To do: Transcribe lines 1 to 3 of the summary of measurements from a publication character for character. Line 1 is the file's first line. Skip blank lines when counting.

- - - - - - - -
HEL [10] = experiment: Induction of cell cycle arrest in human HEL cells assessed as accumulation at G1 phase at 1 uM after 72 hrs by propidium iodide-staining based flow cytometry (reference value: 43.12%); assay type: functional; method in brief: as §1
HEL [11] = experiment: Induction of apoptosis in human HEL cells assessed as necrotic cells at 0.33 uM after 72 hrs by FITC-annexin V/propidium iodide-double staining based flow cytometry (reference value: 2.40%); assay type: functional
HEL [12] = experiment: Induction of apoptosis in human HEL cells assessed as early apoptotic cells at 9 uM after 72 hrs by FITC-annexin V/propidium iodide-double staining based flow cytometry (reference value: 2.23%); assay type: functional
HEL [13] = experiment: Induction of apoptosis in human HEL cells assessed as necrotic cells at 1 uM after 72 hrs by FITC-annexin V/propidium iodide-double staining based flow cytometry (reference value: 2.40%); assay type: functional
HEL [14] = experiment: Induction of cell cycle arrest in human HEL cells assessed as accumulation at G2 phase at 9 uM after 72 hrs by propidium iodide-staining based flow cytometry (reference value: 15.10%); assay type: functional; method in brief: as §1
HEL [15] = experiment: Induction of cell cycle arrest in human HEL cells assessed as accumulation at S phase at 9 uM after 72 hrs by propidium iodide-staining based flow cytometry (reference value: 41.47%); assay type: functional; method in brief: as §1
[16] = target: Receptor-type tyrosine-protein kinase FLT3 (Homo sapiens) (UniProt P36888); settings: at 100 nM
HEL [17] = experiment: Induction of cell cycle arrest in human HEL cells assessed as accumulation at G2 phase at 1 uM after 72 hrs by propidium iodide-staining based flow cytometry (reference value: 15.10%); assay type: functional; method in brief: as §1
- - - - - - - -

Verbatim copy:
HEL [10] = experiment: Induction of cell cycle arrest in human HEL cells assessed as accumulation at G1 phase at 1 uM after 72 hrs by propidium iodide-staining based flow cytometry (reference value: 43.12%); assay type: functional; method in brief: as §1
HEL [11] = experiment: Induction of apoptosis in human HEL cells assessed as necrotic cells at 0.33 uM after 72 hrs by FITC-annexin V/propidium iodide-double staining based flow cytometry (reference value: 2.40%); assay type: functional
HEL [12] = experiment: Induction of apoptosis in human HEL cells assessed as early apoptotic cells at 9 uM after 72 hrs by FITC-annexin V/propidium iodide-double staining based flow cytometry (reference value: 2.23%); assay type: functional